What actions should HR and business leaders take to curb mental harassment at work? Share your thoughts.
Do you, as a thinking, responsible parent, do your bit towards teaching kids empathy for those with special needs? Being really inclusive yourself is the way forward.
3rd December was World Disability Day.
I am normally not a fan of specific days – I think we appreciate our moms everyday (esp. after I became a mom myself), are women every day of the year, etc. But in the case of different needs, the world in general knows little of the realities of the routine lives of some 21 million of our fellow countrymen and women.
At a conference I attended on the 2nd of December on the topic, I got to see the Indian Government stats on children with special needs.
Did you know that only 0.47% of those who are diagnosed as special needs make it through school? There is no reason for this except our mindsets, our inability to reach services (if they exist) to those in need.
Working with some kids, I realize that OUR attitudes are the disability. What can someone do?
Do we know it all? No. We do know that there is no cure for many conditions. When many people on the autism spectrum, with learning difficulties, with cerebral palsy have advanced our civilization (think about the likes of Stephen Hawking), WE would not want for these differences to go away! Selfish but hey, it works.
May the war on ignorance continue on – I hope the need for a World Disability Day fades away just as we fade away scaffolds and all our people walk towards independent, dignified, productive living.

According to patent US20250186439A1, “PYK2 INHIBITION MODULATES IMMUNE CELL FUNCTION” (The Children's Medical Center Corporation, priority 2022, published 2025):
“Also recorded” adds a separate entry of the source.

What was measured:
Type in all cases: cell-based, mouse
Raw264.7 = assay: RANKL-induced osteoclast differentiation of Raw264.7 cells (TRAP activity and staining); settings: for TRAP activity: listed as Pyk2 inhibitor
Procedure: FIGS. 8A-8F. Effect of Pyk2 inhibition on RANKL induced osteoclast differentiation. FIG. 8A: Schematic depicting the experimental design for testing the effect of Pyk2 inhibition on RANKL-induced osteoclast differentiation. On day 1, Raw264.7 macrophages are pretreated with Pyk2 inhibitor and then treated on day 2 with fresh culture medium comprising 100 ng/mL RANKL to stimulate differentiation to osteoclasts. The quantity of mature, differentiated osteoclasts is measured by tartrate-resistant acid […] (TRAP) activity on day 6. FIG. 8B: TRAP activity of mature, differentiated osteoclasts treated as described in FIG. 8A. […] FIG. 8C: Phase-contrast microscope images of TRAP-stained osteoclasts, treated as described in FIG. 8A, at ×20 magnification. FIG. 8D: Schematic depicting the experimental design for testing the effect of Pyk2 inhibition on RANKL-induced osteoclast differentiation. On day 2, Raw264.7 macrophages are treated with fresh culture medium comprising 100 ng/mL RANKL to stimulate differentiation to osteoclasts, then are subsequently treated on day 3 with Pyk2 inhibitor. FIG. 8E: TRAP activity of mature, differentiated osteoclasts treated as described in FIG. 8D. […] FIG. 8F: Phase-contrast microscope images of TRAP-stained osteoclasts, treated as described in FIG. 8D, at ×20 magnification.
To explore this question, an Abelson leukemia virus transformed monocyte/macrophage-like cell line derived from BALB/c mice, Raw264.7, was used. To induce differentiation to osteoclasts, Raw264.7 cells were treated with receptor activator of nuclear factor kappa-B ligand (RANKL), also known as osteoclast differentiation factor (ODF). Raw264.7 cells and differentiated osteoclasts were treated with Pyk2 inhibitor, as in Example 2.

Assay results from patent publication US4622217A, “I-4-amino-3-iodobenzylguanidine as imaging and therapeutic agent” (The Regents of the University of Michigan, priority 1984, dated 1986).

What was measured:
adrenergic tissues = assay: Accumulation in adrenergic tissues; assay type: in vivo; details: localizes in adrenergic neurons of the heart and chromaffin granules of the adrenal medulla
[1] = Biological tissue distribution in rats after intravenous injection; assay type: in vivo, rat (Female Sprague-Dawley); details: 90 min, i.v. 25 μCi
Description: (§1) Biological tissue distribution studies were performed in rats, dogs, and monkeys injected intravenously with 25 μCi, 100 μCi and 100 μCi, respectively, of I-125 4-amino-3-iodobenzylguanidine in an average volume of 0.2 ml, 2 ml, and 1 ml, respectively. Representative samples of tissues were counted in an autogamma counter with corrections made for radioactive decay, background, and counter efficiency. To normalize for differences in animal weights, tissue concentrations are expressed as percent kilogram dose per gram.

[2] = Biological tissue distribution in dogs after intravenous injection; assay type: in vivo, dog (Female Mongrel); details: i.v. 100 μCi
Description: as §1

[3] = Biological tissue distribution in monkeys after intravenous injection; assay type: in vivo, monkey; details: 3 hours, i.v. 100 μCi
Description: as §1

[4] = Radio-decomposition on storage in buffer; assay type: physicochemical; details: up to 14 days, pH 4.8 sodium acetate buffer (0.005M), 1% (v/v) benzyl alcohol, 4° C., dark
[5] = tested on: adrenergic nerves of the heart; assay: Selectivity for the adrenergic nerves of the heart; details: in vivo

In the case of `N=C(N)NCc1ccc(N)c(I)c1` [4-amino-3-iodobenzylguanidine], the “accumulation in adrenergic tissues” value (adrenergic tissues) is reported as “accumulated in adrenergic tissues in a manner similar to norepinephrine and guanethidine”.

Do share your relationship with any kind of a different need here in the comments, if you feel comfortable. Sharing makes a difference almost always!
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Published here earlier.
Image source: pixabay
Sangitha Krishnamurthi is a special educator, blogger and mother of three. Her interests include living a mindful and organic life as much as possible in addition to reading and writing about the reading. read more...
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I wanted to scream with excitement that my daughter chose to write about her ambition and aspirations over everything else first. To me, this was one of those parenting 'win' moments.
My daughter turned eight years old in January, and among the various gifts she received from friends and family was an absolutely beautiful personal journal for self-growth. A few days ago, she was exploring the pages when she found a section for writing a letter to her future self. She found this intriguing and began jotting down her thoughts animatedly.
My curiosity piqued and she could sense it immediately. She assured me that she would show me the letter soon, and lo behold, she kept her word.
I glanced at her words, expecting to see a mention of her parents in the first sentence. But, to my utter delight, the first thing she had written about was her AMBITION. Yes, the caps here are intentional because I want to scream with excitement that my daughter chose to write about her ambition and aspirations over everything else first. To me, this was one of those parenting ‘win’ moments.
Uorfi Javed has been making waves through social media, and is often the target of trolls. So who and what exactly is this intriguing young woman?
Uorfi Javed (no relation to Javed Akhtar) is a name that crops up in my news feeds every now and again. It is usually because she got trolled for being in some or other ‘daring’ outfit and then posting those images on social media. If I were asked, I would not be able to name a single other reason why she is famous. I am told that she is an actor but I would have no frankly no clue about her body of work (pun wholly unintended).
So is Urfi Javed (or Uorfi Javed as she prefers) famous only for being famous? How does she impact the cause of feminism by permitting herself to be objectified, trolled, reviled?
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